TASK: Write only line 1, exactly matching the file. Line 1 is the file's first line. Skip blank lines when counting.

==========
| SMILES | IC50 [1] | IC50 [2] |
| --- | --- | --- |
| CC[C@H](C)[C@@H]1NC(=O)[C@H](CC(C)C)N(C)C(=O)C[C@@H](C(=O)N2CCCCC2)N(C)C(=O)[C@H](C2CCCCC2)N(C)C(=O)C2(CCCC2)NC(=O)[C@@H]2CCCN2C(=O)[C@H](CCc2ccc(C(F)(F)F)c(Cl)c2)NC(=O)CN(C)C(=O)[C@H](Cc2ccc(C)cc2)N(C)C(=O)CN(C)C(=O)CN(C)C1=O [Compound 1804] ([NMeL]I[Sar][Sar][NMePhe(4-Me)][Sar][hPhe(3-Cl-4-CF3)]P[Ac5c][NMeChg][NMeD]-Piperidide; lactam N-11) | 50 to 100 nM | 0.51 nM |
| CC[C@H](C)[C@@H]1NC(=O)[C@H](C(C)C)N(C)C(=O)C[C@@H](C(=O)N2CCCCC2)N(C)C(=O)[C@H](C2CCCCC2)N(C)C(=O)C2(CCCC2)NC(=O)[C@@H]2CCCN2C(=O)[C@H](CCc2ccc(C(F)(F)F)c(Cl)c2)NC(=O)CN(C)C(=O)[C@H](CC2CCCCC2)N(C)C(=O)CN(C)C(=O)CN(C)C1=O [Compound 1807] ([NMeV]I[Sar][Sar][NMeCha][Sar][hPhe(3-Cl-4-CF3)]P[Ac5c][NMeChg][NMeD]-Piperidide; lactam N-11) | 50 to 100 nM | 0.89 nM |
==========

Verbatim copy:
| SMILES | IC50 [1] | IC50 [2] |